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8 Ways to Boost Your Credit Score in the New Year

8 Ways to boost your credit score in 2018Whether you are planning to buy a home in 2018, or are considering refinancing your mortgage, you’ll want to make sure your credit is in tip top shape to get the best interest rate possible. Here are 8 ways to boost your credit score in the New Year to help you reach your financial goals:

  1. Pay your installment loans like car loans and student loans on time every month. Even paying them a day late can wreak havoc on your credit. Pay on time, every time. If you have to be late, call your lender before the payment is due to explain and to see if there are any options to pay later that won’t affect your credit.
  2. Do not close old credit cards. You haven’t used that department store credit card in awhile, but you have a $1,000 credit limit. Closing that card will actually reduce the amount of total credit you have available which can count against you. Keep it open. Just don’t use it, particularly if it carries a high interest rate.
  3. If you don’t have credit, establish it. Not having credit is a problem because you haven’t shown a lender, credit card company or other creditor how you’d handle credit. Apply for a small department store card, a secured credit card, a secured loan or a combination of these accounts to begin establishing credit. Start by charging a small amount and paying it off at the end of each month. Credit history will be based on how timely you pay but also how long you’ve had credit, so this strategy will take time but it is worth it.
  4. It’s OK to pay off loans early. Paying your loans on time is critical, but if you are in a position to make payments early, to add extra money to the principal portion of the payment or pay it off early, you will help your credit.
  5. Review your credit score for free annually. Correct any obvious errors and follow up on items that may not be your, the sooner, the better.
  6. Pay off collection accounts as soon as possible. Have an old dentist bill from three years ago you didn’t pay? This can stay on your credit report for up to seven years, even longer if the original creditor “sells” the debt to another credit agency for collection.
  7. Don’t open a bunch of new accounts at once to increase your amount of available credit. This can lower your average account age. Instead, open accounts as you need them and use them responsibly.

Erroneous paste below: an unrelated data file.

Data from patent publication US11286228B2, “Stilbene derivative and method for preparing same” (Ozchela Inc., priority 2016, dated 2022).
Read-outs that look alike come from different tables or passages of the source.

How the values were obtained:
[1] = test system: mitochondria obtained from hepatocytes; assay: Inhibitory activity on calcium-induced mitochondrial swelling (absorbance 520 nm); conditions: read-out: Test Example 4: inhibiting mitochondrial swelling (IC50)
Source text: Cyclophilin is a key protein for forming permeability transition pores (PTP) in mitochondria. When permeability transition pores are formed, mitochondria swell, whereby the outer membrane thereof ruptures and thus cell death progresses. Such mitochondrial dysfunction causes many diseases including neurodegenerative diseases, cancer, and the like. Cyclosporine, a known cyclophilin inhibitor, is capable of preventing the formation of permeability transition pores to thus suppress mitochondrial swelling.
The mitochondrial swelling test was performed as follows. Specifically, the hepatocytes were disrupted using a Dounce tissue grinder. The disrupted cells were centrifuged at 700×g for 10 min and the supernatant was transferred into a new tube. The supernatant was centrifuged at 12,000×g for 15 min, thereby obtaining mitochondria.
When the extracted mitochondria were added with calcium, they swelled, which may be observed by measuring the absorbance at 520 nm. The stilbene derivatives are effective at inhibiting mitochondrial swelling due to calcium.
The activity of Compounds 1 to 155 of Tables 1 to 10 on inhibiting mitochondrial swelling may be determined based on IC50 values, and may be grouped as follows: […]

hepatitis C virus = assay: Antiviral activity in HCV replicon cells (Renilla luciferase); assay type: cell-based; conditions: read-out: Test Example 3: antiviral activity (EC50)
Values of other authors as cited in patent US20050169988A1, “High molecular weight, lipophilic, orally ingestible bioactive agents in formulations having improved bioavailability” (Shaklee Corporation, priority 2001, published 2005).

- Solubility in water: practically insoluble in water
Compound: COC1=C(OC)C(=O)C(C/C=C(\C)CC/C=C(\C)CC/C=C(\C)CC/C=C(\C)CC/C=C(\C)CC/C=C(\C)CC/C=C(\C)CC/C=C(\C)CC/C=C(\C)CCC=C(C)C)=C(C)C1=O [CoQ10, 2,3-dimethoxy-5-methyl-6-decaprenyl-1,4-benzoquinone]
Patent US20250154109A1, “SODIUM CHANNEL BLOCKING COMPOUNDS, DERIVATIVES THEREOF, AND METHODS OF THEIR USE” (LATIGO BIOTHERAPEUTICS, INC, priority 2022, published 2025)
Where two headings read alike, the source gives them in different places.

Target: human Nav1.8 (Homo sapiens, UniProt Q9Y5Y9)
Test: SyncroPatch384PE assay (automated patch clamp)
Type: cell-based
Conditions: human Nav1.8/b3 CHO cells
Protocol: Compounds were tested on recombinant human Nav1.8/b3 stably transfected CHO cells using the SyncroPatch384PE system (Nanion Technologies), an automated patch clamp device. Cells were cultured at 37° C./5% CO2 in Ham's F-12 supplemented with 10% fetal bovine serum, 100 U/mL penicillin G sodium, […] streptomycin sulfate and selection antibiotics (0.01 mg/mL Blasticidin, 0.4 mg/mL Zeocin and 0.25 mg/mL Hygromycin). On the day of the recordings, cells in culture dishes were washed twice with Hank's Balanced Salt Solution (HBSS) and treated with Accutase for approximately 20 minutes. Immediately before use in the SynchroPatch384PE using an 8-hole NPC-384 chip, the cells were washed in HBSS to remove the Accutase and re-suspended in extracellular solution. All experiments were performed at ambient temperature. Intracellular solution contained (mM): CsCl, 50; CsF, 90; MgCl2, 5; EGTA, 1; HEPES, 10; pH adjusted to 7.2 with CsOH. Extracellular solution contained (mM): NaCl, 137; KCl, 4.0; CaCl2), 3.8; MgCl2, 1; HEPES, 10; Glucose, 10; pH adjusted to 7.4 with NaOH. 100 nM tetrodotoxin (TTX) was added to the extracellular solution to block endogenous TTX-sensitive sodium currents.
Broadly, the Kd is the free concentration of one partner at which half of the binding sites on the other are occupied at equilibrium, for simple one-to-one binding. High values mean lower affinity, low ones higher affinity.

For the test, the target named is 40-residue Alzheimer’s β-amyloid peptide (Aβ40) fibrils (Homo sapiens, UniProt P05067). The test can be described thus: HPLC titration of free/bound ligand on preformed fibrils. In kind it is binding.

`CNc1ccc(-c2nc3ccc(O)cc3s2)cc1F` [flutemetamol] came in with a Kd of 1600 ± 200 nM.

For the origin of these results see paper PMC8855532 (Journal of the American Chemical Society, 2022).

8. Keep your credit balances low on revolving accounts. Having a lot of debt negatively impacts your credit.

 

How credit scores work when buying a home

creditCredit scores are an objective measure used by creditors to evaluate your credit worthiness. Credit scores are used to determine your ability to repay credit cards, consumer loans and mortgages. When applying for a mortgage, for example, the scoring model your mortgage lender uses will consider your down payment, total debt and total income, among other factors.

Here are some of the criteria used to determine if your credit is sufficient enough to help you get a mortgage:

–        Payment history
–        Amount of debt
–        Length of credit history
–        Recent applications for credit
–        Number and types of credit accounts

Having good credit can help you buy a home at a favorable market rate, while having bad credit can drive up your interest rate or event prevent you from buying a home altogether! Want to see how you rate? Consumers can receive one free credit report per year. Visit the FTC website for how to request a copy. Requesting and reviewing your report can help you see where you stand, as well as to help you identify errors.

If you aren’t where you need to be to qualify for a mortgage, you can improve your credit score by paying your bills on time, paying down your debt and closing unnecessary accounts. An experienced REALTOR® or mortgage lender can help you determine if you qualify for a mortgage and, if not, what steps you need to take to get your credit back on track.

For more information on credit scores from the FTC, click here.